From Asana to Vinyasa to Prasara: The Evolution of a Modern Yoga Practice

photo credit: Dr. Tony George

Over the past 12 years or so, my yoga posture practice has changed dramatically. It all began when I walked into a Barnes and Noble bookstore in college and bought a beginner’s yoga book published by the Sivananda Yoga Center. The posture practice was a pretty standard, well-ordered sequence of asanas, preceded by one vinyasa (surya namaskar). This took me a long way toward exploring myself within the postures, but it wasn’t until I discovered “Power Yoga” that I found a way to become more immersed in some sort of connected flow through the entire practice.

During this time period (about eight years ago) I also discovered Godfrey Devereux’s Dynamic Yoga Method. Combining the energetic qualities of the bandhas and the spirals with the connective possibilities of vinyasas between asanas, I really felt like I had a fantastic, even fluid practice. However, it wasn’t until until the next novelty in my practice emerged that I discovered how truly connected and fluid a yoga posture practice could be.

It was actually thanks to the recommendation of a reader, Duff McDuffee (who now writes at that I discovered Scott Sonnon and his vision of Prasara Body-Flow. I promptly bought Sonnon’s book, Prasara Yoga: Flow Beyond Thought, along with several of his instructional DVD’s, and set out to learn his system as best I could. I learned the basic movements, memorized the 5 “Series A Prasara Flows” (as they are taught by Sonnon), and finally received a Level 1 Instructor Certification a little over two years ago.

All this time, as I was struggling physically to learn these new movement patterns, I was simultaneously struggling intellectually as to how I might reconcile or integrate prasara with the posture practice I had known and loved for so many years. Sonnon and his staff teach prasara primarily to military and emergency first responders, martial artists, athletes, and fitness enthusiasts as a means of sophisticating movement patterns and releasing overused or overcompensating myofascial tissue. As such, its applications are many and fairly clear-cut; however, prasara is a more difficult thing to explain to most experienced yogis like myself.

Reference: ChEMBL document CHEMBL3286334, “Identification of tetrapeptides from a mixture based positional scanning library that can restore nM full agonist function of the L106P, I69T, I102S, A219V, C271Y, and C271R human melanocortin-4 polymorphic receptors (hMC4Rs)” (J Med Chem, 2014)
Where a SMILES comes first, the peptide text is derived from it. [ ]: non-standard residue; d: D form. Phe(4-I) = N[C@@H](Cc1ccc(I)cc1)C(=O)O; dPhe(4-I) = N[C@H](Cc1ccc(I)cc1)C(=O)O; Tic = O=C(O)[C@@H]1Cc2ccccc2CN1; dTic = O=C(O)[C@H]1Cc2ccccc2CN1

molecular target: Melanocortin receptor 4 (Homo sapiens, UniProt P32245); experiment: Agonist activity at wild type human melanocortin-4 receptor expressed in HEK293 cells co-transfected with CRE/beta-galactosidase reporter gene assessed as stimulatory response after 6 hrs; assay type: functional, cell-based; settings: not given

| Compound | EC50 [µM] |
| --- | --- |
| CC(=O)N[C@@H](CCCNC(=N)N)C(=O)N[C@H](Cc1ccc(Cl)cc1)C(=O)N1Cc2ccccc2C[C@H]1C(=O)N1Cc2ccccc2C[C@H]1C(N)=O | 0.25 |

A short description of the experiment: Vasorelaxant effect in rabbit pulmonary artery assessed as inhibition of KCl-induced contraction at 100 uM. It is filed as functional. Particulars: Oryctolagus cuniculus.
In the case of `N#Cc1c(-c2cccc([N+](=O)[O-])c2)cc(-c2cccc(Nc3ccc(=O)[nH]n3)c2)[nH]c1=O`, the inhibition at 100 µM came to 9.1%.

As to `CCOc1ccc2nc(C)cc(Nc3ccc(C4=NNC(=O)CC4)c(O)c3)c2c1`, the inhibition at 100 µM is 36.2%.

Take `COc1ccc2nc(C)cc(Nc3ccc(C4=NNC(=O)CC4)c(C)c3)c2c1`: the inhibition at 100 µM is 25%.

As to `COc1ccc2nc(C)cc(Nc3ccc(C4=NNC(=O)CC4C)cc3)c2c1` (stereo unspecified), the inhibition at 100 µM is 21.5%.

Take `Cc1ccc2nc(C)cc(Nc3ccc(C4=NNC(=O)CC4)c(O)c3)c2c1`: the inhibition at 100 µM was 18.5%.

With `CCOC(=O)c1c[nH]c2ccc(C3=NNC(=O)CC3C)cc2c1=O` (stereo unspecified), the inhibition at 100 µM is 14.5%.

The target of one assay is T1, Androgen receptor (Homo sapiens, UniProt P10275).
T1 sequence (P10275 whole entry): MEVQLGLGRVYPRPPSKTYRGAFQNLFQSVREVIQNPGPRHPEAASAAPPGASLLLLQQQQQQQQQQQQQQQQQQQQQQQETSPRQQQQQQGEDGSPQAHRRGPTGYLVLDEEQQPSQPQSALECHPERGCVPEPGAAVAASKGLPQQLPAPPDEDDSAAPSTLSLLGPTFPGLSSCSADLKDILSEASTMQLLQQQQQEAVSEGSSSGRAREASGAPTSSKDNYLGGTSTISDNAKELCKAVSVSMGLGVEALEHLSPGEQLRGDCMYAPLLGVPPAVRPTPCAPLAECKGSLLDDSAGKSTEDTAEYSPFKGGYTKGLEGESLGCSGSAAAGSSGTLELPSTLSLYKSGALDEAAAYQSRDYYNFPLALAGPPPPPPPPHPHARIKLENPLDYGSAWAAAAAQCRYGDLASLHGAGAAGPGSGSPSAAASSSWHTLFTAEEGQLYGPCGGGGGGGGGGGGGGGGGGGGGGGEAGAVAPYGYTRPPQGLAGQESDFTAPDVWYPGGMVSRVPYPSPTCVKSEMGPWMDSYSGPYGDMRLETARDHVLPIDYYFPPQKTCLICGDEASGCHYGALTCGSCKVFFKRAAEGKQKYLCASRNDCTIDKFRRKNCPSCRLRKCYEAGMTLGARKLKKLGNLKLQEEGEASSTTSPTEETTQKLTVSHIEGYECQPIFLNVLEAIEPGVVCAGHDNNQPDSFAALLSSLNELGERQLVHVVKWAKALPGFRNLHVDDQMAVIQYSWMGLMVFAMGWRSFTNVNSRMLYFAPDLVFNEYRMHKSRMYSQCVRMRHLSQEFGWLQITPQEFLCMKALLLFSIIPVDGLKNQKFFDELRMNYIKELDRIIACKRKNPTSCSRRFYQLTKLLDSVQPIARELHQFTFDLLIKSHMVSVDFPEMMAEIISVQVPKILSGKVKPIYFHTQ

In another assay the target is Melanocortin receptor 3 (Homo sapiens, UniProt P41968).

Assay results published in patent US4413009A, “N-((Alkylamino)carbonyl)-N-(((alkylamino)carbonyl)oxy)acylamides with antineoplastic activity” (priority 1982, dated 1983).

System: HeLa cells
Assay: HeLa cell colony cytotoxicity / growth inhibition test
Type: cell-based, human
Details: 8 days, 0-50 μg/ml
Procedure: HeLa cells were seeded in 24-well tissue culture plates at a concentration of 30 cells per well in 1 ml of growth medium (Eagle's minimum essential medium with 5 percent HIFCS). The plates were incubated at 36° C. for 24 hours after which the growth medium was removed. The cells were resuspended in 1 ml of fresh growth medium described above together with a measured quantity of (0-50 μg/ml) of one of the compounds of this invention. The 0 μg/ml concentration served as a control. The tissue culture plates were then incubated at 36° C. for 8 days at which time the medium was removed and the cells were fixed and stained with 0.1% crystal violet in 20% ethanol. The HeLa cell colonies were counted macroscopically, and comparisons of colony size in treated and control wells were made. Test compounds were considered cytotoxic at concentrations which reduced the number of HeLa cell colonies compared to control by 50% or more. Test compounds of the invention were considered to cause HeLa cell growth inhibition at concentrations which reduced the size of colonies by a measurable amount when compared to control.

This is mainly because we live in a world dominated by trendy “styles” of yoga that feature a variety of combinations of asanas and vinyasas. We try out one particular style or another and settle into a groove of sorts, identifying ourselves with that style of practice. Accordingly, if I say to someone at my local yoga studio, “I practice prasara yoga,” they assume this is another trendy, stylistic combination of asanas and vinyasas, with its own proprietary sequences to be learned and developed. To an extent, they’re right.

There are 10 official prasara flows sanctioned and taught by Sonnon and his upper-tier coaching staff. Conceptually, I struggle with the designation “prasara flow,”  since these flows are technically sequences of what are called kinetic chains connecting one asana to another in a sequence.  I think a more accurate term would be postural-kinetic flow, but that’s basically a minor semantic difference.  The way I learned these sequences was simply to perform them one after another in a given practice, and I eventually became pretty proficient at it. However, as I began to get the movements down, I started to wonder, “What happened to vinyasa?”

It was as if I had just replaced vinyasa with prasara. It seemed in practice, a more organic means of getting from one posture to another, and this realization initiated an intellectual exercise to explore the value of vinyasa in practice. Was it simply redundant to prasara? Was prasara actually a next-level evolution of vinyasa that rendered the old form obsolete in practice, or could it be that there was a proper, necessary place somewhere in practice for both?

I felt deep inside that the answer to the last question had to be, “Yes.” Sonnon admits as much in his book with a venn diagram explaining how asana integrates structure with breath, prasara integrates structure with movement, and vinyasa integrates breath with movement. The arbitrary, intellectual distinction of breath, structure, and movement as “the three technologies of the human body” notwithstanding, vinyasa and prasara do have clear qualitative differences, which means they each must have their own value in practice.

So I set about dissecting the “prasara flows” and experimenting with the pieces. As I mentioned earlier, the flows themselves are constructed by linking asanas together with kinetic chains. These chains are more or less seamless sequences of multi-planar transitional movements. What I found in this process of dissection was that the value of prasara in practice is generally just what Scott Sonnon asserts in his teaching: movement through the middle. More specifically, prasara provides a sophisticated set of transitions, which allow you to move efficiently, powerfully, and gracefully between foundations (ie – from standing to sitting and back, from one asymmetrical posture to the opposite and back, etc).